Grapes of Wrath: 600% Mark-up for Imported Wine in China

Grapes of Wrath: 600% Mark-up for Imported Wine in China
Apr 29, 2013 Translated by

“Chinese consumers are being taken for a ride,” Zhou Haibo, the chairman of Zhejiang Vino Wine, recently became famous for saying. While Zhou is certainly not the first to express such sentiment, what is interesting about his statement is that Zhou was talking about his own industry, in a sense washing his “family’s” dirty linens in public. Not surprisingly, his strong words piqued the curiosity of many around China.


Chinese consumers overpaying for imported wine

According to Zhou, China's consumers are being taken advantage of, drinking wine that is incredibly overpriced—sometimes paying more than 1,000 RMB for a bottle that's sold abroad for less than 20 Euro. The reason is rather simple, Zhou says: China's trade channels are not straight forward enough, and imported wine must pass through many hands before it eventually reaches the consumer, increasing in price every step of the way. While it may seem like Zhou, in criticizing the price disparity central to his industry’s growth, may be hurting his own bottom line, the opposite—saying nothing and letting the price of imported wine continue to increase—is more likely true.

Zhou explains, wine industries in many countries are paying close attention to the Chinese wine market, with distributers from around the world bringing their countries’ wines into every major port along China’s coast in huge numbers to meet the current demand boom. But because imported wine is incredibly expensive (and still rising), it will eventually cut many Chinese consumers out of the market, causing a huge drop in sales and surplus stocks all over the country. And that is bad for business.

Distributers deny profiteering off of wine sales

Zhou Haibo's candid remarks triggered a huge debate online. The vast majority of netizens still believe that the inflated price of imported wine in China is caused by the distributors—an allegation that distributors firmly deny. According to one distributor in Beijing (who wished to remain anonymous), it's true that a few years ago there was a wide range in wine prices, but over the past three years or so, as more distributors have entered the market, prices have balanced out: an imported bottle of wine that retailed back home for 10 Euro selling domestically for 1,000 RMB has become very rare.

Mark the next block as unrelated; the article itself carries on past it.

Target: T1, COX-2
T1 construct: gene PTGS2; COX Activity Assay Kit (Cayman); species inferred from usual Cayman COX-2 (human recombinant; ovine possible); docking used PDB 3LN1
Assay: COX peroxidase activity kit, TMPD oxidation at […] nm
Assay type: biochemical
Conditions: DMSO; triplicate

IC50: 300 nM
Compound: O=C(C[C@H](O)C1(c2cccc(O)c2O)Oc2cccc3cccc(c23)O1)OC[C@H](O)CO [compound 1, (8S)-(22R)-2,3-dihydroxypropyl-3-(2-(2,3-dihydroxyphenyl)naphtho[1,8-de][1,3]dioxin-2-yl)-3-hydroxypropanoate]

Wines imported today are much more reasonably priced, according to the distributor. With the current exchange rate, that 10-Euro bottle of wine cost about 80 RMB. After factoring in the shipping costs, importation taxes and various overheads, that 80 RMB bottle of wine should retail in China for between 300-400 RMB, which is a much more reasonable price than the 1,000+ RMB bottles of previous years.

"39 out of 40 bottles of Lafite Rothschild are fake"

Due to the highly profitable nature of importing wine into China, fake and adulterated wines have become widespread in recent years, greatly undermining China’s imported fine wine market in particular. According to one industry insider, Chateau Lafite Rothschild, considered one of France’s finest vineyards, only has an annual output capacity of about 200,000 bottles, of which fewer than 50,000 are exported to China each year. Yet, in China, figures show that as many as two million bottles claiming to be Lafite are consumed each year, implying that 39 out of every 40 bottles of Lafite Rothschild sold in China are actually fake.

According to Sun Yanyuan, a wine specialist, China's wine industry is currently in a state of chaos. While Sun maintains that wine is the direction of future development for China—as it represents health, fashion, romance and taste—the massive quantity of fake wine coming out of Hong Kong and Guangzhou are tainting that image. Without stricter regulations in the industry, the prevalence of fakes will likely destroy the market for wine in China.


Related links
How "Merlot" Can You Go? China’s Wine Problem is Out of Control
China Bar Scam: Hot Girls, Fake Wine and Big Bucks
Grape Wine’s History and Rise in the Middle Kingdom

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Keywords: imported wine in China Chinese wine market china’s wine industry


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As far as I can tell, liqueurs seem to be the real deal in my city. And the prices are about the same as the US. Good thing i am not a huge wine guy I suppose.

May 19, 2013 15:01 Report Abuse



I noticed this from my first day in China. Most recently I went to a French wine shop near my home and noted that what sells as a cheap table wine (around 5 euros), was being sold here as "high-end" at over 600yuan per bottle. JUst because it says "chateau" on it, doesn't mean it's good! I've been trying to educate my Chinese friends about it--that's the only way this will change. Alternatively, the cheap imported wine at Walmart isn't that bad. Some brands are even the same that I would buy back home, and for around the same price.

May 01, 2013 09:54 Report Abuse